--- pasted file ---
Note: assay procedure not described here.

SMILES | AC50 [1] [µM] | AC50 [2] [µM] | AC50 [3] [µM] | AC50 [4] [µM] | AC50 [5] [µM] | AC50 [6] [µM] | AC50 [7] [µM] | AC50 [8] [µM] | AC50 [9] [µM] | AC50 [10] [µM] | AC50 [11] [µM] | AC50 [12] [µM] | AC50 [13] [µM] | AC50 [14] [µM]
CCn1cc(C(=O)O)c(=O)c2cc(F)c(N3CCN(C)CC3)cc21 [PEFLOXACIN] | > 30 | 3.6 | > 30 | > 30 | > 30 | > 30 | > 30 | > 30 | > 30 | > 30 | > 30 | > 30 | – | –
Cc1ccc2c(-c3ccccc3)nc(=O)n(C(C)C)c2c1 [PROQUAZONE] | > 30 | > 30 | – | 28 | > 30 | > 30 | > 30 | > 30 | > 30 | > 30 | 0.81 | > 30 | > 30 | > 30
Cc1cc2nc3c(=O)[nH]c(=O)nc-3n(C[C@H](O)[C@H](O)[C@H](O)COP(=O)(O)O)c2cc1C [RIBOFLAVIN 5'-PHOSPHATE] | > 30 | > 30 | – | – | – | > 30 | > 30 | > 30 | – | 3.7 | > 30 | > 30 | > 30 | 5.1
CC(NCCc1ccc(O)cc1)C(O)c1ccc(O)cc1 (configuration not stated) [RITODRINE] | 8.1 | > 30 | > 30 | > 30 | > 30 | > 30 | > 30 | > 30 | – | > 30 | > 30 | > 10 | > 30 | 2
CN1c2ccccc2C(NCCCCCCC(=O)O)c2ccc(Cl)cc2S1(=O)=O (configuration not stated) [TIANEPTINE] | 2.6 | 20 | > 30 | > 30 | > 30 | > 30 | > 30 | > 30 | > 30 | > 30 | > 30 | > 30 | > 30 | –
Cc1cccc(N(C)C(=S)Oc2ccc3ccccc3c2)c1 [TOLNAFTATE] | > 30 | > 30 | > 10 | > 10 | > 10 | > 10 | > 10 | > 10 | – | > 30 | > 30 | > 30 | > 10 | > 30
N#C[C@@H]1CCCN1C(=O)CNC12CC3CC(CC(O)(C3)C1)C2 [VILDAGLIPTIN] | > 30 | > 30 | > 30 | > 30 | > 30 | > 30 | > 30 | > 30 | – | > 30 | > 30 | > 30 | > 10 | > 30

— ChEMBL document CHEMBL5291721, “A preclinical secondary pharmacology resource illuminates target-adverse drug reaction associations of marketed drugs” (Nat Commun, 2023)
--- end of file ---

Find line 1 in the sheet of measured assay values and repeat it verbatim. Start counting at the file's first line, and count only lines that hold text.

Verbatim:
Note: assay procedure not described here.